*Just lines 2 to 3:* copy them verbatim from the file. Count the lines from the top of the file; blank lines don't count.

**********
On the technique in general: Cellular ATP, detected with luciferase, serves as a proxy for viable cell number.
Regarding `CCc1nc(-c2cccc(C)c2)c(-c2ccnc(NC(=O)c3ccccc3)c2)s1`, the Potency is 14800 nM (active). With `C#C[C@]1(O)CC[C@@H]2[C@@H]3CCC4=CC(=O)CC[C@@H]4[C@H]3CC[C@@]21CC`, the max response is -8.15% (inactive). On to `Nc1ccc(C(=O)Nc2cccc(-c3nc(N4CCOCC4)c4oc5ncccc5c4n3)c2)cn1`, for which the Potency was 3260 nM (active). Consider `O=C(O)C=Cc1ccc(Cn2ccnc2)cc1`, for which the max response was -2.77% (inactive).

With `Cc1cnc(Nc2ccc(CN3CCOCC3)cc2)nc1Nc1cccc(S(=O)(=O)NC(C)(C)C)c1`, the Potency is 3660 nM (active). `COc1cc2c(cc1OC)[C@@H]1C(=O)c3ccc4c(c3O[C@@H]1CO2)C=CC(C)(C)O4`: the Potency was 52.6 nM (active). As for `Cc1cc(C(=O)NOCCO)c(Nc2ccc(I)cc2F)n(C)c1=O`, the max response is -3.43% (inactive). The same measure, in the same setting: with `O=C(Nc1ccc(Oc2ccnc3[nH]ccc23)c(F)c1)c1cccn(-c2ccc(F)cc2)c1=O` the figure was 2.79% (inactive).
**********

Regarding `CCc1nc(-c2cccc(C)c2)c(-c2ccnc(NC(=O)c3ccccc3)c2)s1`, the Potency is 14800 nM (active). With `C#C[C@]1(O)CC[C@@H]2[C@@H]3CCC4=CC(=O)CC[C@@H]4[C@H]3CC[C@@]21CC`, the max response is -8.15% (inactive). On to `Nc1ccc(C(=O)Nc2cccc(-c3nc(N4CCOCC4)c4oc5ncccc5c4n3)c2)cn1`, for which the Potency was 3260 nM (active). Consider `O=C(O)C=Cc1ccc(Cn2ccnc2)cc1`, for which the max response was -2.77% (inactive).

With `Cc1cnc(Nc2ccc(CN3CCOCC3)cc2)nc1Nc1cccc(S(=O)(=O)NC(C)(C)C)c1`, the Potency is 3660 nM (active). `COc1cc2c(cc1OC)[C@@H]1C(=O)c3ccc4c(c3O[C@@H]1CO2)C=CC(C)(C)O4`: the Potency was 52.6 nM (active). As for `Cc1cc(C(=O)NOCCO)c(Nc2ccc(I)cc2F)n(C)c1=O`, the max response is -3.43% (inactive). The same measure, in the same setting: with `O=C(Nc1ccc(Oc2ccnc3[nH]ccc23)c(F)c1)c1cccn(-c2ccc(F)cc2)c1=O` the figure was 2.79% (inactive).